A group of senators – from both parties, which is a bit of an oddity these days – have sent a letter to the United States Department of Agriculture (USDA) asking it to upgrade the broadband speed requirement in its Community Connect grant program to 10 Megabits per second (Mbps). Community Connect provides subsidies to rural areas.
The USDA, according to Multichannel News, this month upgraded the Broadband Access Loan Program to 10 Mbps, but left the Community Connect program at 4 Mbps. The slow nature of that connectivity level is illustrated by the speed at which the Federal Communications Commission (FCC) aims for another vital service:https://o1.qnsr.com/log/p.gif?;n=203;c=204663295;s=11915;x=7936;f=201904081034270;u=j;z=TIMESTAMP;a=20410779;e=i
The FCC has said that to qualify as providing high-speed broadband, its Lifeline USF subsidy, which is being migrated to broadband, must be at least 10 mbps, though it has said 25 Mbps should be the new table stakes. Four Mbps was the FCC's previous benchmark for high-speed downloads.
The letter was signed by Senators Shelley Moore Capito (R-W.Va.), Angus King (I-Maine), Jeanne Shaheen (D-NH) and Kirsten Gillibrand (D-NY).
IoT Can Be a Bit Less Incredibly Expensive
Any way you cut it, implementing the Internet of Things (IoT) will be expensive. Indeed, Machina Research estimates that smart city efforts will cost $1.12 trillion by 2025 if existing technology is used.
However, that amount can be cut 30 percent -- to a bargain basement $781 billion -- if open standards are used. Candidate standards cited in the report and at Computerworld are Bluetooth Low Energy and OneM2M. The report also says that using the standards-based approach will increase the number of connected devices by 27 percent and lead to an increase in the adoption of apps.
Easier Distribution of Apps for Windows 10
The Windows Store for Business is broadening the way in which it can be used by businesses, according to Engadget. This week, Microsoft said that developers will be able to sell apps in volume to business and educational users running Windows 10. A big element of the announcement is that the store can be used to distribute the apps across enterprises. Windows 10 Enterprise users will be able to get volume discounts, the story said.
It seems that Microsoft is generally upgrading the store:
Companies can easily snap up multiple copies of an app using a credit card, so long as the developer has enabled Organizational licensing for their creation. Bulk selling is available for all developers in the 35 countries where Windows Store for Business is available. It's also only the first in the list of new features Microsoft plans to launch for the store.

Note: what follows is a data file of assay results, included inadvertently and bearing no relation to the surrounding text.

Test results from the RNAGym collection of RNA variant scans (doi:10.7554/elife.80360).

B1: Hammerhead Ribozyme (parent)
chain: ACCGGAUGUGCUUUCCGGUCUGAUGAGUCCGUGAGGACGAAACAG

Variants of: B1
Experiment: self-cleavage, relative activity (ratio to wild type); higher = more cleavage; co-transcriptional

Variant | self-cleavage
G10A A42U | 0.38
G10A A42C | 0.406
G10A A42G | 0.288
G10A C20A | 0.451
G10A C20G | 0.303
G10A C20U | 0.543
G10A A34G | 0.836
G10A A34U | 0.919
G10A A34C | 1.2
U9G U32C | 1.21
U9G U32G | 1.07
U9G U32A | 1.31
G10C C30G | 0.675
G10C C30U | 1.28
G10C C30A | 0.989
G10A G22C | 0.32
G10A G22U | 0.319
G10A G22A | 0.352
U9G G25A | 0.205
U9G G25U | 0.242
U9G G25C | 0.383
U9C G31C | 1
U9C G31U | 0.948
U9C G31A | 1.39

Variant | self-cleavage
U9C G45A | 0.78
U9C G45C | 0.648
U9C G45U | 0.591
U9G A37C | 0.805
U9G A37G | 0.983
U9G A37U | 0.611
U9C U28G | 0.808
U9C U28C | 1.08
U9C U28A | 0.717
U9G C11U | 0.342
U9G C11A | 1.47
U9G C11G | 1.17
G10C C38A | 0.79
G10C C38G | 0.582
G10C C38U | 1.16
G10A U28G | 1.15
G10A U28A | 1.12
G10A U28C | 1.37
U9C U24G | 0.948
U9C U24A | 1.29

Linux Badge Program Announces First Winners
The Linux Foundation Core Infrastructure Initiative (CII) last August announced a badging program that would recognize projects that followed best security efforts. This week, the first winners were announced. According to eWeek, the honorees include Curl, GitLab, OpenBlox, OpenSSL, Node.js, Zephyr and the Linux kernel.
The goal of the badging program seems to be a long-term and systematic upgrading of Linux security. Dan Kohn, the senior adviser to the CII and the Linux Foundation, suggested the program will get more sophisticated:
At this point there is only one type of badge in the CII program, but Kohn said that will evolve in the future. He expects in the future the program will have not just a pass/fail, but also have silver, gold and platinum badges.
Quantum Computing Arrives, According to IBM
Quantum computing has amazing possibilities, and IBM Research says that it is here. Computerworld reports that the service is available via its cloud to any desktop or mobile device.
The platform, the IBM Quantum Experience, relies on quantum bits (qubits). IBM is offering quantum processors with five qubit, one more than the minimum it takes to “support quantum algorithms and simple applications.”
The qualifier, according to the story, is that IBM is offering quantum processors, not a full quantum computer. However, it seems that the day when true quantum computers are available is nearing: D-Wave Systems and Google and NASA are testing quantum hardware.
Carl Weinschenk covers telecom for IT Business Edge. He writes about wireless technology, disaster recovery/business continuity, cellular services, the Internet of Things, machine-to-machine communications and other emerging technologies and platforms. He also covers net neutrality and related regulatory issues. Weinschenk has written about the phone companies, cable operators and related companies for decades and is senior editor of Broadband Technology Report. He can be reached at firstname.lastname@example.org and via twitter at @DailyMusicBrk.